Historical background of changes in FDA policy on the study and evaluation of drugs in women

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Abstract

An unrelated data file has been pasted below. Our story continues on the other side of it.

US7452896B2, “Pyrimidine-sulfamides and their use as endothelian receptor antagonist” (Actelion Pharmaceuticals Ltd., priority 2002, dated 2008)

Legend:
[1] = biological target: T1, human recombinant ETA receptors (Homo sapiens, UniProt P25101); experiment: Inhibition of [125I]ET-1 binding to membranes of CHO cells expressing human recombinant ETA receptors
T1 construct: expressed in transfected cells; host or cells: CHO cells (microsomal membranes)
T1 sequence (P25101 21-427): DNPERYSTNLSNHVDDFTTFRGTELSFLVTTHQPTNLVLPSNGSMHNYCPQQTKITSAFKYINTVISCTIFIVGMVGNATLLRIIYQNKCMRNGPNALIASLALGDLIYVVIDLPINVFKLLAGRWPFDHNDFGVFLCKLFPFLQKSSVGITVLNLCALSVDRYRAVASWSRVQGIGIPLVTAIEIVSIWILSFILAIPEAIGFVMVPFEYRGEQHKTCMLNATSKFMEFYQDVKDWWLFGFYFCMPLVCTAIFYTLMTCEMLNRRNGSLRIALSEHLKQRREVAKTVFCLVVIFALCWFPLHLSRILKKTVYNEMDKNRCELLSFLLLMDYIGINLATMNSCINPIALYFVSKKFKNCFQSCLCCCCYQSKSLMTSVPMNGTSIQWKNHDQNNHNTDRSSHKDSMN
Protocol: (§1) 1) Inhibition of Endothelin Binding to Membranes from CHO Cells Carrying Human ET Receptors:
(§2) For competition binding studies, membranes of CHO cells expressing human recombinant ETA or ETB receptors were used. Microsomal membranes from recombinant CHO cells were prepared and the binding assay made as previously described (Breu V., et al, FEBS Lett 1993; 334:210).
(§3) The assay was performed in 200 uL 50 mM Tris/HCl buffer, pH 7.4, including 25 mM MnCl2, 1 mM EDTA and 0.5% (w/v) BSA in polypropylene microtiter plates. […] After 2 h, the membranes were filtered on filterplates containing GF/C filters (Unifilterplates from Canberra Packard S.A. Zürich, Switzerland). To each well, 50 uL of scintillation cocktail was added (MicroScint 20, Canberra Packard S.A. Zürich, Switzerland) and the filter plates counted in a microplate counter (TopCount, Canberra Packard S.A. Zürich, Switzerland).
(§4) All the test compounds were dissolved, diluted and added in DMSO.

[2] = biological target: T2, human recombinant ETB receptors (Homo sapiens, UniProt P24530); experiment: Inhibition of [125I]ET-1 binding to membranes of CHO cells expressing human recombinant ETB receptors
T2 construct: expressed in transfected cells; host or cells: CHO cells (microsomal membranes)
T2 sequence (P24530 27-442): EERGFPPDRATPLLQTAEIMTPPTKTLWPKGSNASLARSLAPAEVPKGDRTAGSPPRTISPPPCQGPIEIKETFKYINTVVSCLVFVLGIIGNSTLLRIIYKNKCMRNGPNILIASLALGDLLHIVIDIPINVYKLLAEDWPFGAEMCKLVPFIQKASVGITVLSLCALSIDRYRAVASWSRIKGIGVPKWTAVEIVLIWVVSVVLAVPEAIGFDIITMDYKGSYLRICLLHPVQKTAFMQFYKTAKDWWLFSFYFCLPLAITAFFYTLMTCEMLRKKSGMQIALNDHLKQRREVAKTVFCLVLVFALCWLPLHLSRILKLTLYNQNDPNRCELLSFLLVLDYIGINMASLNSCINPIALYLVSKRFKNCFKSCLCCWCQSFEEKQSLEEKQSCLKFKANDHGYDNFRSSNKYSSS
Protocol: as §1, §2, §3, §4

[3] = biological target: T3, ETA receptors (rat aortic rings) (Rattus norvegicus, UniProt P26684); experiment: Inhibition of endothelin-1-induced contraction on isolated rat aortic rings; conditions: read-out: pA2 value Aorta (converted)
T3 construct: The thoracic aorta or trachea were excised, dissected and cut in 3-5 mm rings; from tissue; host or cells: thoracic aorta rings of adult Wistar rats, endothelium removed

The Food and Drug Administration (FDA) has recently made two important changes in its policy for the study and evaluation of drugs in women: (1) sex-specific analyses of the safety and efficacy of drugs will be required as part of all new drug applications, and (2) it will no longer be recommended that women of childbearing potential be restricted from participating in the earliest phases of drug trials. These changes have come about as a result of continuous efforts to individualize therapy, to improve upon the safety and efficacy of drugs, and to respond to important questions about whether the drug development process produces adequate information about the effects of drugs in women. In turn, these efforts are the outgrowth of a long history in the United States of changes in the clinical care for women, changes in the use of women as research subjects, changing attitudes about the balance between protection and risks for women in clinical trials, and national movements by women to focus on issues of their health care and to transform the male-oriented model of clinical research. The new FDA guidelines, published in July 1993, will provide guidance to researchers on accumulating valuable information on how drugs work in women and will help make it possible for physicians and other caregivers to consider the effects of gender on health and treatment.

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